The Great Lakes State has a problem. The small dairy farms Michigan is known for are increasingly being forced out of business to make way for huge, industrial-scale factory farms. Those factory farms are causing a host of problems, with polluted waters and toxic algal blooms high on the list. Michigan’s water is quickly reaching a tipping point, so last year we partnered with allies to advocate for critical improvements to the permit that is supposed to protect Michigan’s waterways from factory farms. Despite fierce opposition from the Farm Bureau and their factory farm cronies, we won several important protections!
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The Permit From Michigan’s EGLE Sets Important Baseline Standards For Factory Farms
This “general permit,” issued by Michigan’s Department of Environment, Great Lakes, and Energy (EGLE), sets the standards for factory farms in the state for at least the next five years. We didn’t get everything we wanted in our fight to improve the permit, but it does include important reforms to protect Michigan’s water resources, including a partial ban on dumping manure on frozen or snow-covered ground and restrictions on where manure can be spread. These improvements don’t go far enough, but they will help protect drinking water supplies and keep factory farm pollution out of Michigan’s rivers and streams and the Great Lakes.
But our fight isn’t over yet. The Michigan Farm Bureau and its factory farm industry allies refuse to accept anything but a license to pollute with abandon, and are suing to overturn the improvements in the permit.
The Michigan Farm Bureau’s Argument Against It Is Literally A Load Of Sh*t
EGLE’s permit improvements that limit manure spreading during a few months each winter simply reflect the reality that if factory farms supposedly spread waste on cropland as fertilizer, crops need to be able to use it. Have you been to Michigan in winter? There are no crops on those frozen and snow-covered fields. Yet the Farm Bureau is willing to sue to protect factory farms’ ability to dump their waste all winter rather than using it as fertilizer — a practice that basically ensures manure will run off into nearby waterways.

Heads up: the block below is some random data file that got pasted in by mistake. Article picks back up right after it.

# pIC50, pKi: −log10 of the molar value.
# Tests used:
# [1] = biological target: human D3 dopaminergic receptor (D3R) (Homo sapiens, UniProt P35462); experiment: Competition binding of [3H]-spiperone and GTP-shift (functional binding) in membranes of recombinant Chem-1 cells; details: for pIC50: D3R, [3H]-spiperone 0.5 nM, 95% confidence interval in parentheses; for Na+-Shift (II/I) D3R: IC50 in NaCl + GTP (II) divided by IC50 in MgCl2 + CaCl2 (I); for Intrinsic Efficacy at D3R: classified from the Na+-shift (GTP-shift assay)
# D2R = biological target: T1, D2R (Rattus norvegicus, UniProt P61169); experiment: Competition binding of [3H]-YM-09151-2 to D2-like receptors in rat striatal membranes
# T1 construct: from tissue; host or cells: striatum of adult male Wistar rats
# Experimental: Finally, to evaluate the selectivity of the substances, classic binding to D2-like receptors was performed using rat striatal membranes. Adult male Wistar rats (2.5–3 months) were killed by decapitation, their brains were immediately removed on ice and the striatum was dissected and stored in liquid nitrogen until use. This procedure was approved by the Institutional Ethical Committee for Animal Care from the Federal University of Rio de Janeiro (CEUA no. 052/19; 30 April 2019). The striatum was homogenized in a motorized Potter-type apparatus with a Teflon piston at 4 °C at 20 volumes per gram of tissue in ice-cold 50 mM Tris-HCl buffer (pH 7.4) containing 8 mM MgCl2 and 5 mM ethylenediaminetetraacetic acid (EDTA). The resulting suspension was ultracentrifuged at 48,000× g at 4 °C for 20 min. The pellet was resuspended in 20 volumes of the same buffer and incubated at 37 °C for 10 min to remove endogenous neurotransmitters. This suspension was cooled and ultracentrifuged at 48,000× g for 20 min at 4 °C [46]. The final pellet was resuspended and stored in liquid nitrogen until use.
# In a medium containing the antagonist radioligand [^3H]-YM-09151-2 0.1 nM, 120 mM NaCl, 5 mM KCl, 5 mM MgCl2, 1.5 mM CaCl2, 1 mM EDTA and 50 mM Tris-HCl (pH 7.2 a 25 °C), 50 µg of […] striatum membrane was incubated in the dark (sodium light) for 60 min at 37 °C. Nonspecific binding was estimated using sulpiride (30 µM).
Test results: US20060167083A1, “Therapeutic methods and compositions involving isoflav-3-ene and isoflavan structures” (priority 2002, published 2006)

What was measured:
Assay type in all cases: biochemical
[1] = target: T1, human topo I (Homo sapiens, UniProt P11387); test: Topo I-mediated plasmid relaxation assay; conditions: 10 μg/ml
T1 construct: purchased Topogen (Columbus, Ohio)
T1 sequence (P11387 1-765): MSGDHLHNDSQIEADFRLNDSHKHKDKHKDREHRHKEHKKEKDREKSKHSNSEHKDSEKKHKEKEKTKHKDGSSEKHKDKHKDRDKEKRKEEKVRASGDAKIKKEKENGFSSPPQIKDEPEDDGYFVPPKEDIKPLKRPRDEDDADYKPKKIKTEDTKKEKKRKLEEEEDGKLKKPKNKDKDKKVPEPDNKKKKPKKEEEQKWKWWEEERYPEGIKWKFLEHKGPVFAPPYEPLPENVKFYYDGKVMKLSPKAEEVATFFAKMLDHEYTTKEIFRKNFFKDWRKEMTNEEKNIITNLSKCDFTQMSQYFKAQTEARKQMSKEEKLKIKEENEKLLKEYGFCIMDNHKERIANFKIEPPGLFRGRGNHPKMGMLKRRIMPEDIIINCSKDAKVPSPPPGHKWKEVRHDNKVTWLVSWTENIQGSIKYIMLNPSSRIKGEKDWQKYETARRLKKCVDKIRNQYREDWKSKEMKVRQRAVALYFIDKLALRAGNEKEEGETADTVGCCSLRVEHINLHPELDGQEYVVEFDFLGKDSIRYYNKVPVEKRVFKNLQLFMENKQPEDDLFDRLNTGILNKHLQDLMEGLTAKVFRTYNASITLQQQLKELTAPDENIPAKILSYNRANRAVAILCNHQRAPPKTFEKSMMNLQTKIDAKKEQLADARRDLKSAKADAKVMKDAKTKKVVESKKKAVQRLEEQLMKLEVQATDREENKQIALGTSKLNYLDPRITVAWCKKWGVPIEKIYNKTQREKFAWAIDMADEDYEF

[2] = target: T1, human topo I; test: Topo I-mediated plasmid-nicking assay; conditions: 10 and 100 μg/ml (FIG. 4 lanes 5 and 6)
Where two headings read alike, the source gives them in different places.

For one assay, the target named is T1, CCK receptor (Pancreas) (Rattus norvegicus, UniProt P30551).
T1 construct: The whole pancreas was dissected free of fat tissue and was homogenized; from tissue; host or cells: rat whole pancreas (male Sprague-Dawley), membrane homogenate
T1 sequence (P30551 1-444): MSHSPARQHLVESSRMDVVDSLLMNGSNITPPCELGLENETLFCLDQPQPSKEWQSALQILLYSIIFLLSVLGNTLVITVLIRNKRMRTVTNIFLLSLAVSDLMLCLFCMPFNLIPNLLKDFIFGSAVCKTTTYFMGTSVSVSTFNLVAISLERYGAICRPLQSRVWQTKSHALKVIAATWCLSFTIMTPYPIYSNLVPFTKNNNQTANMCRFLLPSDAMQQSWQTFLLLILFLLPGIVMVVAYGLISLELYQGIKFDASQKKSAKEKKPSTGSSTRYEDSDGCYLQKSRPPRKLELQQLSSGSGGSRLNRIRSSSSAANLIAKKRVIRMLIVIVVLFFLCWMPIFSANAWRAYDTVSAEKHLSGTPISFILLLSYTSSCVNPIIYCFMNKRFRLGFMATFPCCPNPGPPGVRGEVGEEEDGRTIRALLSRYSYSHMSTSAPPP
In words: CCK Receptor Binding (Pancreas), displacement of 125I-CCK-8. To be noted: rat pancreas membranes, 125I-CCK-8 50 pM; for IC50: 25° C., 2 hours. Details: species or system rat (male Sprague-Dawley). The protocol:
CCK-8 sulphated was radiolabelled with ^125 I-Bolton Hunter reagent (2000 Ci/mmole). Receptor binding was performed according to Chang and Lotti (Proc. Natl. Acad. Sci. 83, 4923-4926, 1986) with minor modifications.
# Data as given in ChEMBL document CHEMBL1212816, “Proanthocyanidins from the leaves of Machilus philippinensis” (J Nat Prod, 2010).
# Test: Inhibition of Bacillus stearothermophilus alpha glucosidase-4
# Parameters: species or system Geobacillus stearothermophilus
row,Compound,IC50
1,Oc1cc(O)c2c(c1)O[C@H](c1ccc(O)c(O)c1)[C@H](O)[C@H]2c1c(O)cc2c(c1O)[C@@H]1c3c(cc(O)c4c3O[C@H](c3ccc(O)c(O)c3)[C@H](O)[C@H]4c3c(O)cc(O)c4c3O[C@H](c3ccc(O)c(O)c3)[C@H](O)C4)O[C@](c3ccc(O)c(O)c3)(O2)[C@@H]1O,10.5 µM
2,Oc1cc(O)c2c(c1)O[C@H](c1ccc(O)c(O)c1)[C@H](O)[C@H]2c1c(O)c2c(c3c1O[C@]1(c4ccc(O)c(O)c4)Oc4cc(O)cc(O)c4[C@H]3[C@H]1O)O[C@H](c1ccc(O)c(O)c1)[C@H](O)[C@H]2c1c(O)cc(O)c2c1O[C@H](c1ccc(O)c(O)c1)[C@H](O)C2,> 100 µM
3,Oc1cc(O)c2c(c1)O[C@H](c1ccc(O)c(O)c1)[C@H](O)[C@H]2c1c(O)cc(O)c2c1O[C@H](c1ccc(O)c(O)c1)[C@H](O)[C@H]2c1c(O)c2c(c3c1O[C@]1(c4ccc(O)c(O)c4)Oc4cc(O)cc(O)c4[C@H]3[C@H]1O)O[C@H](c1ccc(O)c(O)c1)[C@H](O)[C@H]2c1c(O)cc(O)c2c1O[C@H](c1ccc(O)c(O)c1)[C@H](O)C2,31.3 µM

The Farm Bureau is also challenging EGLE’s efforts to reduce the amount of factory farm pollution reaching Michigan’s already polluted waters. After extensive input from citizens and experts, ongoing deadly algal blooms, and indisputable evidence that factory farms are a big part of the problem, EGLE adopted stricter limits on which fields can be used as factory farm dumping grounds. Essentially, EGLE is saying factory farms need to be careful when dumping manure near waterways that are already suffering excessive pollution from factory farms. Seems like common sense to us. The Michigan Farm Bureau disagrees.
We’re Standing Between The Michigan Farm Bureau And Their Intent To Pollute
Our coalition won’t let this go unanswered — we’ve intervened in the case to oppose the Farm Bureau and ensure that polluters are not allowed to roll back the progress we’ve made.
Heard the saying “when someone tells you who they are, believe them?” The Farm Bureau’s tactics expose it for what it is — a factory farm industry mouthpiece willing to sacrifice the Great Lakes, countless rivers and streams, and Michigan’s sustainable family famers in the pursuit of profit and to prop up the failing factory farm system. The Farm Bureau is enemy No. 1 to clean water, but that’s why we’re here. We’re proud to stand with our allies against the Farm Bureau’s attempt to turn Michigan into a toxic wasteland, and we’re ready to fight!
Factory farms harm our health, our communities, and our quality of life. They drive family farms out of business and harm the welfare of animals. And they pollute our water — from our local streams to our iconic Great Lakes. Ultimately, we must build a new system of agriculture that works for communities, small farmers, and the environment. We’re building power to pass the Farm System Reform Act, a federal bill that will overhaul our food and farming systems and get rid of filthy, polluting factory farms. In the meantime, we must continue to fight the factory farm industry’s efforts to roll back environmental protections and hold them accountable for destroying our waterways — in Michigan and beyond.
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